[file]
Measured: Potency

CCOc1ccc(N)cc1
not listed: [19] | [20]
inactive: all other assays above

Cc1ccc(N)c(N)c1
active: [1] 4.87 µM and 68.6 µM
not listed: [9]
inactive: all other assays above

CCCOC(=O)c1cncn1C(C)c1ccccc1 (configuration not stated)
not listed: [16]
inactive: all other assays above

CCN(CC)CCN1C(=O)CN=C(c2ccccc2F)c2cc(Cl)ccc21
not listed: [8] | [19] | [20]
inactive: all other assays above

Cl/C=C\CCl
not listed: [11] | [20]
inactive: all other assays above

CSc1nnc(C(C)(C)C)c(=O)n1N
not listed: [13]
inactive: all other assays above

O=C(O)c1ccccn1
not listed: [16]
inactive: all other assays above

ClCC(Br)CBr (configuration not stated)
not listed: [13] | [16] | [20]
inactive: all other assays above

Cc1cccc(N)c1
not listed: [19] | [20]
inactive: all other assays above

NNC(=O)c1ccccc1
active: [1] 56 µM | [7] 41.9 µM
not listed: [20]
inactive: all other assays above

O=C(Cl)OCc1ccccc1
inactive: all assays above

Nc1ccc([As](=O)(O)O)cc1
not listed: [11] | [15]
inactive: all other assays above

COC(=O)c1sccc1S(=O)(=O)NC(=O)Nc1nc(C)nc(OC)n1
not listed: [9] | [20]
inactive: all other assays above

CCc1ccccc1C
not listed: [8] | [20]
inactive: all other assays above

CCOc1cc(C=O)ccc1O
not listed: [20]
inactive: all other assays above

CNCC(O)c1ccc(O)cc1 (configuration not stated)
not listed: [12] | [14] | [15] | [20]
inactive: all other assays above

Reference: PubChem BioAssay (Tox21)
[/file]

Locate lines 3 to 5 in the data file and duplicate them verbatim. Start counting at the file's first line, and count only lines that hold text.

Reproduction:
not listed: [19] | [20]
inactive: all other assays above

Cc1ccc(N)c(N)c1